Flying has never been my forte. As an anxious flyer, it can be easy to view the airport experience as a huge ordeal. I always feel a pinch of jealousy when people say it’s only the taking off or landing that they fear, leaving them to enjoy the duration of the flight in peace. I on the other hand fear the whole journey, except for the landing when I know I’m finally coming back to ground. The moment the plane touches the runway, I get a rush of joy, relief and thankfulness — as well as the realisation that all those bargains I just made with God if I land safely will now require a whole lot of effort.

Thankfully, for those of you who share in my fear of flying, there are thousands of other people up in the sky at the same time and they open up a vista into human kindness. More often than not, it is in these tremulous moments of travel, when time seems to slip from our control, that we can see a glimpse of humanity’s kinder side by sharing a conversation with a perfect stranger.


A pro-Trump, country lovin’ Texan

As I prepared to fly for the first time to the USA, I was equally excited as I was apprehensive. Everyone joked about the ‘pond’ that lay stretched between us on this eight-hour flight to Chicago.

In my case, I soon discovered that I was sitting next to a pro-Trump, country lovin’ Texan who addressed me as ‘mam’ and stood up to help with my overhaul luggage. As the plane stopped and started multiple times before take off (the energy on board the flight was somewhat of a challenge, we were told), I realised to my horror that there was no in-flight entertainment: no TV screens, no headphone to plug into the arm rests, not even magazines. Slowly it became apparent that choosing the cheapest airline isn’t the best option for the most nervous of flyers.

I shared my disappointment with my fellow neighbour who asked if I would like to listen to his music, although he couldn’t assure me that it would be to my taste. However, eight hours later of Blake Shelton, Chris Stapleton and Luke Combs, and I can honestly say I loved it!

It seems insignificant, but sharing in each other’s music immediately opens us up to another person’s world; their experiences and identity. It was amidst this country music that we began asking one another questions about politics and faith. He was a Trump supporter that couldn’t understand my concerns regarding racism and the treatment of migrants and women.  Neither of us had heard the other’s perspective because he had never read a paper like The Guardian, just as I had never watched Fox News. Unlike myself, who identifies as a left-leaning Christian, my plane partner had no religious beliefs. We were clearly worlds apart. And yet, this eight-hour flight, where we sat next to each other with nothing to entertain us but us, offered the opportunity to listen to one another’s points of view; and, leave as friends.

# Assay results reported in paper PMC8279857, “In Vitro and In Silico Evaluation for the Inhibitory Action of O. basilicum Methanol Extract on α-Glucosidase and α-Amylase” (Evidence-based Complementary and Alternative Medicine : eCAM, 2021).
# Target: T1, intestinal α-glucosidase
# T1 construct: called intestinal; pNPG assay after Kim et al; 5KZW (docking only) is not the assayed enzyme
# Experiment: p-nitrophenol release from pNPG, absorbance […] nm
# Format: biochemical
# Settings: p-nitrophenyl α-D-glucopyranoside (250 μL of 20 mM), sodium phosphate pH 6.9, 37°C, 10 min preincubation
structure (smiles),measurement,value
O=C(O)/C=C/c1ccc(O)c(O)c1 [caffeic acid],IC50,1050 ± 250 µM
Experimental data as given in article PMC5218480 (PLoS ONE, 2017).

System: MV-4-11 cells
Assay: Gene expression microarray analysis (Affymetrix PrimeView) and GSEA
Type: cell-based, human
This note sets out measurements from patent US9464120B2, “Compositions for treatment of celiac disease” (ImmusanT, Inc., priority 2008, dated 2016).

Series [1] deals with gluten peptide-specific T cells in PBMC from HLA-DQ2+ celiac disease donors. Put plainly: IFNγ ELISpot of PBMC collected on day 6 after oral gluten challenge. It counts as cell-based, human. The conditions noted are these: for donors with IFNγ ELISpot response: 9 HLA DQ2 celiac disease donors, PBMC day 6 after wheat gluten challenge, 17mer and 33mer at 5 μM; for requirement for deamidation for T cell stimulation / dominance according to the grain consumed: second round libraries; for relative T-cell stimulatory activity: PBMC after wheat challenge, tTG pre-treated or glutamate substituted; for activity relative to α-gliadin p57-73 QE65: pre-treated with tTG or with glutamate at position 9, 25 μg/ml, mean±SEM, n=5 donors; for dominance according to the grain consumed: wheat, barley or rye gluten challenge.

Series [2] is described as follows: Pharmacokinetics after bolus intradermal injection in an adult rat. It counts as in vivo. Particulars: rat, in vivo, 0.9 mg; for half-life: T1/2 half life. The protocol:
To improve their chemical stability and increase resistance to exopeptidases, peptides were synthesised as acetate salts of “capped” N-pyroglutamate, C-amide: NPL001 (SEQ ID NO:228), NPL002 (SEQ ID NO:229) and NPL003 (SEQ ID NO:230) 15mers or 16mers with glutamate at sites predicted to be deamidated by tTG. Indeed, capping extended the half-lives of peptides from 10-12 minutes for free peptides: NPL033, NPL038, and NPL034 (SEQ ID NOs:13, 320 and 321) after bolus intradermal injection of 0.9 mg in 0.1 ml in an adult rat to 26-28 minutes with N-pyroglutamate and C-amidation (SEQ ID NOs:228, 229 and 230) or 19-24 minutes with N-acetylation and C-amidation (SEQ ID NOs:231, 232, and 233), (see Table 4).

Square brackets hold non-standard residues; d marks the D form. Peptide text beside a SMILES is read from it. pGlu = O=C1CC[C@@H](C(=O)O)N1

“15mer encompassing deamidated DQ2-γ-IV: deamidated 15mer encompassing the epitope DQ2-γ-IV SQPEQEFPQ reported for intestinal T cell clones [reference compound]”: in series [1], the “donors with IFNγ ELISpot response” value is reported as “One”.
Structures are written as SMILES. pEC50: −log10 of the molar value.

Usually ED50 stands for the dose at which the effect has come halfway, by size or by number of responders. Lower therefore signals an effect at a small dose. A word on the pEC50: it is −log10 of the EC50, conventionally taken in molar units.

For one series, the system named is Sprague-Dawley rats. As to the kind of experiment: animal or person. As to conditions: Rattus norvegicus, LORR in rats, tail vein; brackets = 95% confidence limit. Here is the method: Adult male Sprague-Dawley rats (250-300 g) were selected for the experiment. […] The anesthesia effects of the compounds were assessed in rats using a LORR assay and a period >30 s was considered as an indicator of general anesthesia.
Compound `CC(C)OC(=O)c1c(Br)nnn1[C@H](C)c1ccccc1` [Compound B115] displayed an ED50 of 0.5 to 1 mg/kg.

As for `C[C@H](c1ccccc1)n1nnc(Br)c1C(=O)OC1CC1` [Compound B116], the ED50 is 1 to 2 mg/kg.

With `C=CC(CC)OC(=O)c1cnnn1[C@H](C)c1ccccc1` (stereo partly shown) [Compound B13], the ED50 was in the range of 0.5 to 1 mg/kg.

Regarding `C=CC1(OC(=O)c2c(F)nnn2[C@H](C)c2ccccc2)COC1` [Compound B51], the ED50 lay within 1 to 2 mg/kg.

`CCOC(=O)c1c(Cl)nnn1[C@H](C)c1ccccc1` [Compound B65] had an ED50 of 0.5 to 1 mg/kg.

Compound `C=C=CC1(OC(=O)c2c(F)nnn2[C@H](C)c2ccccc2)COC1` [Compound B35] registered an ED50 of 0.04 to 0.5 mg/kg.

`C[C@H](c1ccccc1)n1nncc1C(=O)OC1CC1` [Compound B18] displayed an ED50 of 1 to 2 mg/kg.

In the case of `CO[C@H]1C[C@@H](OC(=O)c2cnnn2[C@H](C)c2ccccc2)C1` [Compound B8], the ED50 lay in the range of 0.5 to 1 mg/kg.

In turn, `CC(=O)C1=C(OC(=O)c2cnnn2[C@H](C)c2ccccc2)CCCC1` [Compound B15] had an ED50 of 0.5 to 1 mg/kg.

A Pilot’s UN Translator wife

As I flew to Paris for work, the pilot made an announcement to say it was snowing in Paris so landing may be slightly turbulent. The Tur-bu-lance word instantly made me grip my armrests.

However, the redhead next to me in her ankle-length fur coat offered me a comforting smile and asked what I was planning on doing in the city of love. We happened to be living in the same 16th arrondissement and the hour-long flight which I had been dreading was rapidly starting to feel too short for our breathless conversation.

As we began our descent, she asked if I knew where WHSmith was? I shook my head — who knew there was a WHSmiths in Paris? ‘You need my help’, she laughed and tore a piece of paper from her notebook. ‘Contact me when you’re back home and I’ll send you a ton of information to help you get around. Feel free to visit me’.

In a flight as short as an hour, my neighbour had offered me comfort and guidance that lasted long after our trip ended.

An oil rig (Dubai-based) father

A middle-aged man sat by the window and asked what course I am studying at university, why I was leaving Paris, what I thought of Brexit and talked fondly of his wife and children. As the trolley came down the aisle on our delayed flight, he asked: ‘do you want anything?’ Odd I thought, it’s usually the stewards that ask this. However, as I had only got through customs within five minutes of my flight boarding, leaving me no time for breakfast, I decided to ask for an Earl Grey and a croissant. ‘Here – let me get these’, he instantly replied, calling over my shoulder to the air hostess. ‘Students shouldn’t have to pay!’ he joked.

What was a couple of pounds loose change to him, made my day. I couldn’t even remember what I was afraid of for the rest of the flight.

I’m sure most of these people spoke to me because of my very obvious fear of flying. You know the symptoms; the panic-stricken face, the sweaty hands, the constant back and forth between staring at the air hostesses for any clues and checking the wings every second to make sure something isn’t wrong with the fuselage.

When we’re 30,000 feet high we are reminded of the tiny place we take up in the world and our basic need to feel safe. It is here in these moments, when humanity (which at times can be consumed with its own selfishness), is revealed in its most selfless capacity.

So if you’re travelling this summer (as one fellow passenger to another), can I encourage you to offer a sign or word of comfort to your nervous neighbour. Be it a smile, an introduction, an offer to buy them a cup of tea, or even asking them questions about their trip! When we give people the opportunity, they will always rise to the occasion and surprise us.